Federal Exchanges Will Be Ready To Operate by 2014, Regulator Says

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Since not all states will be ready to set up online health insurance markets required by 2014 under the health care reform law, the federal government will be ready to run a federally operated exchange in states that are not ready, the head of the office in charge of insurance oversight said July 27.

“Our strong preference is for states to establish a state-based exchange, giving them the maximum amount of flexibility to tailor their exchanges to the needs of their own marketplaces,” Michael Hash, interim director of the Center for Consumer Information and Insurance Oversight (CCIIO), said. Hash, whose office is part of the Department of Health and Human Services, spoke at a briefing sponsored by the Alliance for Health Reform and the Commonwealth Fund, “Health Insurance Exchanges: Can States and the Federal Government Meet the Deadline?”


“The federally facilitated exchange (FFE) is on track, on time, to go live October 2013.”  


--Michael Hash, CCIIO

“However, we realize that not all states will be ready to establish these exchanges by 2014,” Hash said. “So we're on track to set up a federally facilitated exchange in those states that aren't certified as of January 2013” by HHS for meeting standards for operating the exchanges under the Patient Protection and Affordable Care Act (PPACA), he said. “The federally facilitated exchange (FFE) is on track, on time, to go live October 2013,” when open enrollment begins for individual and small group plans that will be sold in the exchanges, he said.

Like exchanges that will be run directly by states, the federally run exchange will cover the functions required by PPACA--plan management, eligibility and enrollment functions, the determination of advance premium tax credits and cost-sharing reductions for low- and moderate-income individuals, and financial management responsibilities for payments to issuers of qualified health plans (QHPs) that will be sold in the exchanges, Hash said.

Grants for 34 States, D.C.

Thirty-four states and the District of Columbia have received $850 million in grants to establish state-based exchanges, Hash said. States can apply for the grants through 2014 to use to establish exchanges after that date, he said.

The federally facilitated exchange is being built “in a very collaborative manner with the states,” Hash said. HHS is using industry data standards to create a “seamless” consumer experience in enrolling in exchange plans, and the federal exchange is being built so that it is “easily accessible and scalable, so that we will be able to meet the needs in any number of states who require an FFE or a partnership model with the FFE,” he said.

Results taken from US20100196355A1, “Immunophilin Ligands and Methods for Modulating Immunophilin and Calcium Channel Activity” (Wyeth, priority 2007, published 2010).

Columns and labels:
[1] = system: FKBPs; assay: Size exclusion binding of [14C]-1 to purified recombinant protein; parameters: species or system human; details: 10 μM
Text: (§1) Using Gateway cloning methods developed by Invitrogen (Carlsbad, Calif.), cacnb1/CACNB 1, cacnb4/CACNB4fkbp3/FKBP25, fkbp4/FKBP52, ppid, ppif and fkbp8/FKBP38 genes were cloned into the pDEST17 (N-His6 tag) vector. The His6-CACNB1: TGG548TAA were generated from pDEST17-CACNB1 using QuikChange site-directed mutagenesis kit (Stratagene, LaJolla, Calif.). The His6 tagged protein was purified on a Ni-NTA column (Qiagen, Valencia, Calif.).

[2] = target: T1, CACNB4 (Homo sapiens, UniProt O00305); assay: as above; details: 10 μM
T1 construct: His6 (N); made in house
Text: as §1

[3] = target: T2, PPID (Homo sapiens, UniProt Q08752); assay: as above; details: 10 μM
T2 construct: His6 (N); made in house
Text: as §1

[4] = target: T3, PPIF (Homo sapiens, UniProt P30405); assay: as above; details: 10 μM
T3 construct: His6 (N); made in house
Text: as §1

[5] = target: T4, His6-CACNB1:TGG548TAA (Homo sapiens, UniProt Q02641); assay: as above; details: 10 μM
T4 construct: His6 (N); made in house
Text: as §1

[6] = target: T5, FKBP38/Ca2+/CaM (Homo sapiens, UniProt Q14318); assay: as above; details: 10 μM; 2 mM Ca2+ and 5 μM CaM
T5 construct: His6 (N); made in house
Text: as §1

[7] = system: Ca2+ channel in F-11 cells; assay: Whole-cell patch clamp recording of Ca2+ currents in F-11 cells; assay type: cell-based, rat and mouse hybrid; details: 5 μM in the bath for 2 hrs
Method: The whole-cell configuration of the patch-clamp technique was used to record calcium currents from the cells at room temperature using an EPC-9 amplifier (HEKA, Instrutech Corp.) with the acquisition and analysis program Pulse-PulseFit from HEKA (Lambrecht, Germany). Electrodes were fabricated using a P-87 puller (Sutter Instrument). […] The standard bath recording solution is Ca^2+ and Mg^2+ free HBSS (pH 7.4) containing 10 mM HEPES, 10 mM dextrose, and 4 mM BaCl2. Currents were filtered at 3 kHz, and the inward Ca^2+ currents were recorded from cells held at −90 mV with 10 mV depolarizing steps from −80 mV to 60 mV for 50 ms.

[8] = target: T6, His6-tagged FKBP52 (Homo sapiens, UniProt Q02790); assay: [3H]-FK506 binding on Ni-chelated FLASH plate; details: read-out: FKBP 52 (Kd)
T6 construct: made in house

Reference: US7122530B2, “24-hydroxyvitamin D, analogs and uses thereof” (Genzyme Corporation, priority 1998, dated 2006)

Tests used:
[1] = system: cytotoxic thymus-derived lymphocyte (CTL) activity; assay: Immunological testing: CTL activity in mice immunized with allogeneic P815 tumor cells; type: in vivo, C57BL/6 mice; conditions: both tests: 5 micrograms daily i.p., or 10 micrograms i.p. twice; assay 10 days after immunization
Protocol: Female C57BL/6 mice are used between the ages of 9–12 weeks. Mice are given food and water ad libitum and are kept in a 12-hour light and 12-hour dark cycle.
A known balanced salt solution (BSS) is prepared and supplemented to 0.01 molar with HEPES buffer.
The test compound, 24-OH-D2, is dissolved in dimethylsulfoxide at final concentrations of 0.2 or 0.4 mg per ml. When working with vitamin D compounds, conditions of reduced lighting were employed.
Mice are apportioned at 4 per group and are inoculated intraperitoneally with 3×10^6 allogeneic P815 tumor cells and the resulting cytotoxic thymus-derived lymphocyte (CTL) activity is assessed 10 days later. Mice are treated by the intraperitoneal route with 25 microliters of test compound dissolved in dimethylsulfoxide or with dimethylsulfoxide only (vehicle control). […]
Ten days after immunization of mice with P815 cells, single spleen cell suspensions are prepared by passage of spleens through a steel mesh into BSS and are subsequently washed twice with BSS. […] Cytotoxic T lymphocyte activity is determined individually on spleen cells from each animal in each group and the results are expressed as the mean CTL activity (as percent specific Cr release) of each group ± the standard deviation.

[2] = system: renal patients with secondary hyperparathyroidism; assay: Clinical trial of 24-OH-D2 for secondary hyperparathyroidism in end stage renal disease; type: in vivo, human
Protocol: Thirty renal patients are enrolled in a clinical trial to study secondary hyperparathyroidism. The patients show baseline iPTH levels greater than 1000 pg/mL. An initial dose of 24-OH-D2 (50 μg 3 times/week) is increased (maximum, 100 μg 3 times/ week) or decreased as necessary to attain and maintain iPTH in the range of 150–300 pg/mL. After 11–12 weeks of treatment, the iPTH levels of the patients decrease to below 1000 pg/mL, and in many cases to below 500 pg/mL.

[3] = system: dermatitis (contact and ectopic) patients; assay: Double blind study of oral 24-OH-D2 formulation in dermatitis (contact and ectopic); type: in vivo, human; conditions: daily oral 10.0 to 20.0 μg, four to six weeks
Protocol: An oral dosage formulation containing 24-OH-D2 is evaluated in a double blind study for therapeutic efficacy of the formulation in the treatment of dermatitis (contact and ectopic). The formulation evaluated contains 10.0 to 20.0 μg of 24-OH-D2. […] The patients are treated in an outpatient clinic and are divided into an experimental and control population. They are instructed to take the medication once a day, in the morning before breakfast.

Many states have hesitated to move to set up exchanges to implement the controversial health care reform law. States that plan to build their own exchanges or that plan to form partnerships with HHS in which states conduct plan management and consumer assistance functions must notify HHS of their intent by Nov. 16. In states that do not do so, HHS will operate federal exchanges.

HHS is in the first round of testing the FFE with states and insurance carriers, and HHS construction of a federal data services hub is on track, Hash said. The data services hub will be used by the FFE and state-based exchanges to validate information from applicants with other federal agencies, such as to verify income to determine eligibility for premium subsidies with the Internal Revenue Service and to validate residency status with the Department of Homeland Security.

More Work Ahead, Essential Benefits.

“Soon” HHS will release the FFE implementation schedule to states so that states can align their own work with the FFE, and HHS will release additional guidance about how HHS is implementing the FFE and the partnership arrangement with states, Hash said.

Hash also said HHS plans to go through a rulemaking process for the essential health benefits (EHBs) that PPACA requires all individual and small group plans to cover by 2014, both inside and outside of exchanges.

HHS issued a guidance bulletin in December 2011, outlining its intention to allow states to choose benchmark plans offered in their markets on which the EHBs will be based (see previous article), and it has issued other “questions-and-answers” guidance, Hash noted.